Response to Comments: Thanks for all for your comments. Rather than have a long thread of replies, I have deleted the comments and will respond in general below:

What is EDM: Ensoniq Disk Manager (EDM) is a tool created by Giebler many years ago to manage files on TS format floppy disks. There used to be ads in Transoniq Hacker newsletter, way before the Internet. It works using DOS machine (Win98 or earlier) and an internal floppy drive (not USB), so I run it from an old Win98 SE laptop that I have dedicated for running all my old retro floppy and sysex librarian programs that run under DOS. There may be other newer tools out there, but I cannot comment on those, as I have always used the Giebler software - I think you can still buy it even today.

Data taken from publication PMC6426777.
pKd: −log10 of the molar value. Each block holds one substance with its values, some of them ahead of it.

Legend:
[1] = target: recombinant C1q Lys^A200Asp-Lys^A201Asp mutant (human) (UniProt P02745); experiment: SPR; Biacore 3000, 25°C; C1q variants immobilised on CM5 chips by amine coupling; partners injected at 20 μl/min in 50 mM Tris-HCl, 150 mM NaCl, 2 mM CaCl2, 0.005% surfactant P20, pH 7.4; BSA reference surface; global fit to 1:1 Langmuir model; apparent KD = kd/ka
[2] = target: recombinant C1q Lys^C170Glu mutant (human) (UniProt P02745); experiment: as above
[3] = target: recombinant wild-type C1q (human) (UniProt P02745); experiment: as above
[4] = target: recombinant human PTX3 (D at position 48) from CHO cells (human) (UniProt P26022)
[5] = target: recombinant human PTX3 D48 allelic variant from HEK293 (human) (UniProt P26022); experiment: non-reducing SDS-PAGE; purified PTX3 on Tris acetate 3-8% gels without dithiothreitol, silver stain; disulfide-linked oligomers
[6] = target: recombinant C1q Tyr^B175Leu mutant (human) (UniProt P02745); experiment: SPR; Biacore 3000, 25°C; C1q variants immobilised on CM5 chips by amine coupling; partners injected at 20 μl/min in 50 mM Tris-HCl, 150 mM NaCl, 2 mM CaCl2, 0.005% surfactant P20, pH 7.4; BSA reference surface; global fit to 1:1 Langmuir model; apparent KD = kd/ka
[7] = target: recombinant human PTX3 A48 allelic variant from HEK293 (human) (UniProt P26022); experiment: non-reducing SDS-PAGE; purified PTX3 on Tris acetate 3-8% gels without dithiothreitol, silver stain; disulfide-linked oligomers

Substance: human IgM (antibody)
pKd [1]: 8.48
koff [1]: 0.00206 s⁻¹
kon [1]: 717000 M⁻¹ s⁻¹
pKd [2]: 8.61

What if your OS got wiped: With a unit like the ASR-10, the OS was on the floppy, so you could just get a new OS floppy to boot from. But with the TS, the OS is in the internal EPROMS, so if your OS is wiped, then something really bad happened like a surge that fried the chips. You can get the OS chips online. I am not going to mention the seller I used, because I cannot recommend them due to poor business-practices and they may no longer be around anyway. Do a search or look on eBay. Make sure the OS chips are socketed on your board (easily replaced), otherwise I would not try it because you need to de-solder all the pins and it is really difficult. Whenever I have vintage gear with un-socketed chips, I jut clip them off nice and level, throw away the old chip. and solder the new chip onto the old pins.